Circulate on Fridays: what happens when you dump 12,000 tons of orange peel onto degraded land?

Publication Date: 

Friday, 25 August 2017 - 3:48pm


Joe Iles

A varied Circulate on Fridays menu today! We’re talking automotive innovation, 3D printed toys and home made batteries, and save room for a great story of the regenerative power of orange peel. Bon appétit! 

It’s hard not to smile at first sight of Royal Mail’s new electric delivery vans, announced this week. Nine of the cute, boxy vehicles have been produced by UK manufacturer Arrival, and as well as being powered by electricity, apparently they’re based on a modular design that can be assembled by one person in just four hours. Arrival also says the vans are super repairable, and any part can be changed in 15 minutes, which could mean less time in the garage and more time in use.

It’s been over a year since the term ‘peak stuff’ started floating around, and a recent piece from Tom Verde in the New York Times highlights a specific area in which symptoms of this problem are beginning to emerge: family heirlooms. It used to be the case that items like furniture, kitchenware, keepsakes and other antiques were handed down through generations, but it looks like that practice is hitting its limits. Sure, changing tastes is one factor, but Verde says it’s also down to young adults seeing household goods as “temporary or disposable”, a resurgence in minimalism, and smaller home sizes forcing people to declutter. It’s leading to a boom for storage companies and oversupply for charities and redistribution channels, but could it also encourage us to re-think the way we make and use stuff to avoid such redundancy in the future?

Motherboard gives us an thorough insight into the ‘DIY Powerwall scene’, in which savvy makers are building their own alternatives to Tesla’s home energy storage device. To save money, it’s common to use batteries from old laptops, but the ‘finished product’ can hold more than the Tesla offering. The author calls it ‘recycling’, but we’d argue that this is clever reuse – rather than getting a component from an old device and returning it to its material level, these hackers are using a battery in its original form, preserving more of the value of the product.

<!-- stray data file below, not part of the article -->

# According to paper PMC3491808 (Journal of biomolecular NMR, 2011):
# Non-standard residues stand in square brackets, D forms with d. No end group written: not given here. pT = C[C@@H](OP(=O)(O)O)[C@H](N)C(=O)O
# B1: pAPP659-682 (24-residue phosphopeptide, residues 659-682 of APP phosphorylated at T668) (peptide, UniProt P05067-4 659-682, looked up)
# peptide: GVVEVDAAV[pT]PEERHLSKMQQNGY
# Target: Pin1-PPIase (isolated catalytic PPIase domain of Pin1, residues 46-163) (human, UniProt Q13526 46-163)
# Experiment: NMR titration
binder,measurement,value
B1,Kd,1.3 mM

Toybox is a 3D printer designed just for kids toys, and it looks on course to hit its crowdfunding goal. Generally speaking, whilst this technology could enable more customisation, greater availability of spare parts and local manufacturing – good news for a circular economy – there’s a chance that 3D printing could just accelerate the take, make, dispose way of doing things. And with a five year old’s attention span, could Toybox just mean more throwaway trinkets?

Could the circular economy give purpose to the digital revolution?

The folks behind Toybox aren’t alone of course, and this week’s reports on Y Combinator’s 2017 Demo Day reminded us of all the other weird and wild applications of the latest technology. It made Tom Littrell’s ‘Sustainability in the Startup Era’ even more vital reading, with a poetic questioning of current innovation trends. That’s something we’ve explored here on Circulate too – could the circular economy be the framework to guide today’s startups and entrepreneurs?

This story of regenerative agriculturhas been 15 years in the making, and is our favourite piece from this week. In the mid 1990s, ‘1000’s of truckloads’ of orange peel and pulp, waste material from juice maker Del Oro, was dumped on a barren piece of Costa Rican national park at no cost to the business.  It was part of a experiment to see the impact that the biodegradation of the material had on the environment, but following a lawsuit (this story has it all) the project fell off the radar, and the findings from recent research are only now emerging. A paper in the journal Restoration Ecology states that there are “dramatic differences between the areas covered in orange peels and those that were not. The area fertilized by orange waste had richer soil, more tree biomass, greater tree-species richness and greater forest canopy closure”. Regenerative agriculture examples can get quite technical and complex, so there’s something appealing about the crudeness of this orange peel case study.

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